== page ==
Common programmer mistakes when developing REST APIs in Node.js

We’ve reviewed a lot of code over the last decade, and we mean a lot! Whether we are double-checking code for a client who’s asked us to develop a mobile app for an existing portfolio or going through the test project of an applicant eager to join the STRV team, we’ve seen our fair share of programming mistakes especially when it comes to backend development.

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Sometimes the structures, coding practices and approach to various problems are awe-inspiring, and other times we have slapped ourselves on our foreheads over the horrifying things we’ve uncovered in the codebase. We’d like to take a few moments to detail a couple of these horrifying moments and outline ways to avoid them.

Don't block your JavaScripts

tl;dr — Never ever use *Sync() methods outside of your app's startup. They will block your process, and no other tasks can be done.

You have been probably told that Node.js is an "asynchronous, event-driven JavaScript runtime". However, there is a chance that you have not yet found out (the hard way) that it is not the JavaScript which is asynchronous, but only the I/O operations Node.js performs as a result of your JavaScript calls. All JavaScript code is synchronous. There can be no two JavaScript statements running at the same time. Never, ever. Not even with setTimeout() or setInterval(). You can test it yourself by trying this code in Node.js or any browser console:

setInterval(() => console.log('ping...'), 1000)
// Start an empty, unterminated loop 3 seconds later
// We start it a bit later just to demonstrate that the above interval
// actually works 😎
setTimeout(() => { while (true) {} }, 3000)

Note: If you run this be prepared to manually kill the process.

At first glance, it would seem that the script would write ping... to the console every second, while the while loop would just keep going on forever. However, only the first two ping logs will appear, and the while loop would then not allow Node's event loop to end the current "tick", thus preventing any other scheduled tasks (the ping function) from executing any more. The whole concept of the event loop and Node's async behavior is well-explained in this article about the Node.js event loop and is a highly recommended and enlightening read for Node.js developers with all levels of experience.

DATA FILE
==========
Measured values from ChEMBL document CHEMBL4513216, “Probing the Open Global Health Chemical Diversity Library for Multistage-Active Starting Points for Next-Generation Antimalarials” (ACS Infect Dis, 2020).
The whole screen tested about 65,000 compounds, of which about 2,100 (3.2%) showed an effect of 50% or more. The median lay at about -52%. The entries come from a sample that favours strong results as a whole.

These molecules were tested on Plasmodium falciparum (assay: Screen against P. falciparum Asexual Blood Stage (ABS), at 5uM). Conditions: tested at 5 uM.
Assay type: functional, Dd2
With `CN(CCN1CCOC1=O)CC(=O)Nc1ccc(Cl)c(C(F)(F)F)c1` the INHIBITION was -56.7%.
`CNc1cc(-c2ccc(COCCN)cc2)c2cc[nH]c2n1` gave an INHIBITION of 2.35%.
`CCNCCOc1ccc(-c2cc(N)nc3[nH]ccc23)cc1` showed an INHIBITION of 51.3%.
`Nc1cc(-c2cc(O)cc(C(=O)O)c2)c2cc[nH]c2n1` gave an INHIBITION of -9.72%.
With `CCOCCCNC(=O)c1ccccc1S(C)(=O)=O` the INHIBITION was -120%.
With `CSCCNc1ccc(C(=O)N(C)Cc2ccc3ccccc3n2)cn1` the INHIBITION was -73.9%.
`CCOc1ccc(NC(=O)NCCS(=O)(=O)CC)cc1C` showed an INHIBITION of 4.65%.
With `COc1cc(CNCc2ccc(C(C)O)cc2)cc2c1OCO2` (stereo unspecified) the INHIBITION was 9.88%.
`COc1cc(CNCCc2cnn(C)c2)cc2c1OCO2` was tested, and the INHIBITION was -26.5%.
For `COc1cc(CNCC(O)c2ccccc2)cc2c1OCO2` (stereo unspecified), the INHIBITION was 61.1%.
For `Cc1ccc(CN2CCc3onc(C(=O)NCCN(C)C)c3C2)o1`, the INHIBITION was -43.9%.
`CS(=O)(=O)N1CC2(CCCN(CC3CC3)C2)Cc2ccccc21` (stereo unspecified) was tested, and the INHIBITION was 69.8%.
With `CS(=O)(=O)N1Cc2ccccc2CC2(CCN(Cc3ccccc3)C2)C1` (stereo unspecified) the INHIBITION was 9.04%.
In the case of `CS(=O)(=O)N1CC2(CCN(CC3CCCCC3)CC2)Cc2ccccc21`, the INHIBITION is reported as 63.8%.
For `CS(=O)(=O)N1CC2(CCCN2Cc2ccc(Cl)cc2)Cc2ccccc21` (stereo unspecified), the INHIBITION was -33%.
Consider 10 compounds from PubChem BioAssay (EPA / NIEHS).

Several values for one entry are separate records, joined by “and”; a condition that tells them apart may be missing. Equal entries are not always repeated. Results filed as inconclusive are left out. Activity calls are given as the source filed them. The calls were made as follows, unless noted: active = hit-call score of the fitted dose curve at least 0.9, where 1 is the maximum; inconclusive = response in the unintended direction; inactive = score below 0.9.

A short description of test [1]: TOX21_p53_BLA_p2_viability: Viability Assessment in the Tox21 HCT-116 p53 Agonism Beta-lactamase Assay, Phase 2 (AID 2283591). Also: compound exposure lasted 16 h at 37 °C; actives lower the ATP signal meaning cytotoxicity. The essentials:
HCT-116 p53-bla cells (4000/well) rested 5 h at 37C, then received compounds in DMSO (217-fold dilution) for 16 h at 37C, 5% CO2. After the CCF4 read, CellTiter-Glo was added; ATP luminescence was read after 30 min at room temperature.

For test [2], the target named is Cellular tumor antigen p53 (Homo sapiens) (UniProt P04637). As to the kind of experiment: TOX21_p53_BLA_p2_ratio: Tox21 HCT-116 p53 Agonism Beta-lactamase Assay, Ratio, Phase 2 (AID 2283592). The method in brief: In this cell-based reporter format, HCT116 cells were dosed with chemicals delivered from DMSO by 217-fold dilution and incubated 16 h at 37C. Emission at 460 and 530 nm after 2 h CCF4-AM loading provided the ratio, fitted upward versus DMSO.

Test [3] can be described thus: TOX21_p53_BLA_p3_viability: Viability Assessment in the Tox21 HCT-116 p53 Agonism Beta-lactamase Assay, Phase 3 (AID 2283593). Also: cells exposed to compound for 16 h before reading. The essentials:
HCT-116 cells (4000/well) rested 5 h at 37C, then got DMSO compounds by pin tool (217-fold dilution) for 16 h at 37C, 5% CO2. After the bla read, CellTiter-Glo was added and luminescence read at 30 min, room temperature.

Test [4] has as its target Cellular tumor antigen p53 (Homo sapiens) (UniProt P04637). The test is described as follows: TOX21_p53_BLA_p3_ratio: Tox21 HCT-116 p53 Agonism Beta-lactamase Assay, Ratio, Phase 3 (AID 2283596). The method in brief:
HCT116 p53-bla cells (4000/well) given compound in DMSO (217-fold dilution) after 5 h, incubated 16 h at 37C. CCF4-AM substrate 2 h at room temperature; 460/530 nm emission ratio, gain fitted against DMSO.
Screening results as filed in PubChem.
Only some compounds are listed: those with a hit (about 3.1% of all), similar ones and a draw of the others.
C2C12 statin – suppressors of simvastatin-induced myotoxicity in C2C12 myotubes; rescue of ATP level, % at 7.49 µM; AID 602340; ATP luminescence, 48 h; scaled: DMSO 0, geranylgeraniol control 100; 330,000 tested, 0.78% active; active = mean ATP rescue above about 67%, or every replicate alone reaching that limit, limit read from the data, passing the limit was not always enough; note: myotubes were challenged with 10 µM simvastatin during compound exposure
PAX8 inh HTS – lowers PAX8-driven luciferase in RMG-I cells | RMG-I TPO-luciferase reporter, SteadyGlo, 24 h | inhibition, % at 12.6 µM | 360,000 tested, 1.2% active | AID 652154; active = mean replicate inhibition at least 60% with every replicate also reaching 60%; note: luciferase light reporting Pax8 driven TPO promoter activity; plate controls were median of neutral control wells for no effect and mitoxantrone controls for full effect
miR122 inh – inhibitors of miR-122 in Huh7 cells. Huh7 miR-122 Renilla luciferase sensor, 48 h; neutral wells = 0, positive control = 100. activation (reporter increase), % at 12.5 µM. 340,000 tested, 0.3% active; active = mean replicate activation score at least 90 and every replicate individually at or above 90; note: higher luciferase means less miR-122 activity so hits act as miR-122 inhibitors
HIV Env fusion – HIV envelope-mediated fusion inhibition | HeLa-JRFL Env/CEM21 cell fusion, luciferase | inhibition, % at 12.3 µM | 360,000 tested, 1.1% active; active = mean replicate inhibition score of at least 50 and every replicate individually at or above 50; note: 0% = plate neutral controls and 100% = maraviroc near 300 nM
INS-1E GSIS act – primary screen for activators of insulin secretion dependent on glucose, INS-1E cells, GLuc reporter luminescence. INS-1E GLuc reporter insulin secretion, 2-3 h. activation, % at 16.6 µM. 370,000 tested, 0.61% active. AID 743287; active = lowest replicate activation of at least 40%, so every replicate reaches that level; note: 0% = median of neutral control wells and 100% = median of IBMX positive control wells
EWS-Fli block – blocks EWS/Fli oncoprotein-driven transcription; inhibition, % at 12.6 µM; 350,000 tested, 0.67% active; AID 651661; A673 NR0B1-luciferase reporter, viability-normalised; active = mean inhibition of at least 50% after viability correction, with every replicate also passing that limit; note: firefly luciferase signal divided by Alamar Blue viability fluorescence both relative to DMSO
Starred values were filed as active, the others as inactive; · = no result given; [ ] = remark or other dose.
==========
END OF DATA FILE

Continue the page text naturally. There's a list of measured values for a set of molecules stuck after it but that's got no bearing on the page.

So why is this bad?

Not all functions which perform I/O are automatically asynchronous. In fact, Node.js provides synchronous implementations of most (if not all) of its async APIs. For example, consider: fs.readFile() and fs.readFileSync(). They both do the same, but the latter will not allow any other JavaScript code to execute until that I/O operation completes.

While sync functions can be quite handy during an app’s startup, using them in hot code paths, such as route handlers, is absolutely disastrous. Imagine an API server under load, and you accidentally (or intentionally) include a sync call in one of the route handlers. (i.e. computing password hashes with bcrypt.) These operations are designed to be slow and usually take between 50ms to 300ms. But since the hash is being computed synchronously, your server cannot do anything else — it cannot continue handling existing requests nor accept new requests — it's a "stop-the-world" task. This in turn leads to a spectacular increase in latency across the board and reduced request throughput. That is definitely not something you would want from your API server!

Dear machine, your request has been successful.

tl;dr — Keep your responses (including errors) structured and machine-readable.

When developing RESTful APIs, it is important to realize who your consumers are — programs. As such, it is important to always return responses which are suitable for machine processing.

Consider the following:

// BAD
export function createUser(req, res) {
  // Somehow save the user in database...
  // And then... generate this useless response
    status: 'ok',
    message: 'User created successfully'

From the viewpoint of your API consumer, this response would immediately trigger the following questions:

  • What's the new user's ID? How can I retrieve this user now?